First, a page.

Mediator Expertise Live Interviews
18 Pages Posted: 23 Nov 2012
Date Written: November 22, 2012
The training of mediators in this jurisdiction (England and Wales) is relatively brief, almost entirely skills-based, and contains little or no theoretical content. Completion of basic training alone does not confer expertise. According to Ericsson (2006) and others, expertise is both person and domain-specific and typically takes ten years to achieve, regardless of profession or discipline.
This paper discusses knowledge management and sharing through the use of mediator expertise live interviews (MELIs) as a training methodology for both newly trained and experienced mediators. A MELI involves an expert mediator taking part in a live (i.e. unrehearsed) interview in the context of a training event or other community of practice setting. The interview structure combines adapted elements of critical task analysis (Flanagan, 1954 and others) and Klein’s (1999) critical decision method, which uses a four-stage process to elicit practitioner knowledge.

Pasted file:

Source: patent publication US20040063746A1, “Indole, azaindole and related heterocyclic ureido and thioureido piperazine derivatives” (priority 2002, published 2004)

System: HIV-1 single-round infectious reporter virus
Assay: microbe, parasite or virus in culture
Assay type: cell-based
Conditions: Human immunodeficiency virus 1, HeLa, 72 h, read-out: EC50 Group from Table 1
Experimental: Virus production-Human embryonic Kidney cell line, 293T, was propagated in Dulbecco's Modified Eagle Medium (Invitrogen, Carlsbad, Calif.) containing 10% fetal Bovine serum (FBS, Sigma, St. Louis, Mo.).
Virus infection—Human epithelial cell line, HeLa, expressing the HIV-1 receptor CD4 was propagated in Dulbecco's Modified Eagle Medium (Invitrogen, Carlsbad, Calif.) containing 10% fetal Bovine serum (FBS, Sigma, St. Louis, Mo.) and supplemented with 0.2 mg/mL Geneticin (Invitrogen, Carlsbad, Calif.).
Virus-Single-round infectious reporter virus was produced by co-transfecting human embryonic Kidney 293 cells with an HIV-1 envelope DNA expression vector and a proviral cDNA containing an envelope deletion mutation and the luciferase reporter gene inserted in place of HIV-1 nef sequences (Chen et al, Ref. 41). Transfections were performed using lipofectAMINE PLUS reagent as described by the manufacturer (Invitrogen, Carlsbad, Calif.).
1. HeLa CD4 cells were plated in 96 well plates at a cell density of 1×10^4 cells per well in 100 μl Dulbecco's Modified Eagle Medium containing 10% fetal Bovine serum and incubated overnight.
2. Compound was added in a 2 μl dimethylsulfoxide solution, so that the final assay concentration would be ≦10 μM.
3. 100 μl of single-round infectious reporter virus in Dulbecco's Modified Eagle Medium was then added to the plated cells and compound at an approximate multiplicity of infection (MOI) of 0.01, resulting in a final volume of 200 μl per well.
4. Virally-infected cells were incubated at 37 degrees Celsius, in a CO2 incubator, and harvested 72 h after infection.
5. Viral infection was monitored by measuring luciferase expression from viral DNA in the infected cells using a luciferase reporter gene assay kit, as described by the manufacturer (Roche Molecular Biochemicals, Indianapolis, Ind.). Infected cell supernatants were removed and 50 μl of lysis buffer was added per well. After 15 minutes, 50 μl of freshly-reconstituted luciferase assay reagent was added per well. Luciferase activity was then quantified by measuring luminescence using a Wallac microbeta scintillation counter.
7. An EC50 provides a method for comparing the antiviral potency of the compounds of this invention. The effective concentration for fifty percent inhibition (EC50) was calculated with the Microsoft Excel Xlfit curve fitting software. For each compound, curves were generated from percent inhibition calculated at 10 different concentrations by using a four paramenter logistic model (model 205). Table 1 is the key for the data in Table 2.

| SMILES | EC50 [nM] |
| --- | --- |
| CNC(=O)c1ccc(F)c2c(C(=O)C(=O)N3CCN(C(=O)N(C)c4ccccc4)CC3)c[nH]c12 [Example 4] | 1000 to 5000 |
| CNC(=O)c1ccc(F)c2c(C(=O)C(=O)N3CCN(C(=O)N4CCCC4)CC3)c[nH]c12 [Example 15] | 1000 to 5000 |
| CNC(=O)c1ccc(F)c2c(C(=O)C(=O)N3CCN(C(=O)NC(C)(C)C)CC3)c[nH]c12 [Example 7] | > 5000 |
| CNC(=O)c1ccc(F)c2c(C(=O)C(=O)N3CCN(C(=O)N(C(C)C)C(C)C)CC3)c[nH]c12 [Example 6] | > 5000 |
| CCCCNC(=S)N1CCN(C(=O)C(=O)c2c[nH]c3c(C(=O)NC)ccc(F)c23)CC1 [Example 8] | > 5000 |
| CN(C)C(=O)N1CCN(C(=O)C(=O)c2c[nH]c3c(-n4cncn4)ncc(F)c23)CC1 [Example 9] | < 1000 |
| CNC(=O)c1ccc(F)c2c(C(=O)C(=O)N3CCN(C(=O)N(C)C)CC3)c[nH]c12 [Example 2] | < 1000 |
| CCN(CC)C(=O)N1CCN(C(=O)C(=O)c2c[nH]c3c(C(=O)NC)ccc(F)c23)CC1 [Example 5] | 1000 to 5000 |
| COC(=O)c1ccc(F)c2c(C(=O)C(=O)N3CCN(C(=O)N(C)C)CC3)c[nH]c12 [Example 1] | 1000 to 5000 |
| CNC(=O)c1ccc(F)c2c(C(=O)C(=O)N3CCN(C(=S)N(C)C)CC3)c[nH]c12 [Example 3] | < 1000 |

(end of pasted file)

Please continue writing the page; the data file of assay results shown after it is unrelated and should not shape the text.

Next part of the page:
The paper also suggests strategies and sample questions for conducting a MELI, as well as consideration of ethical and theoretical matters. Acknowledging that the MELI is a nascent training strategy, the paper concludes with a proposal that empirical research may now be indicated to establish whether the MELI would be useful as a formalised training vehicle for mediators.
Keywords: mediator expertise live interview, MELI, mediation, expert mediator, knowledge sharing, training
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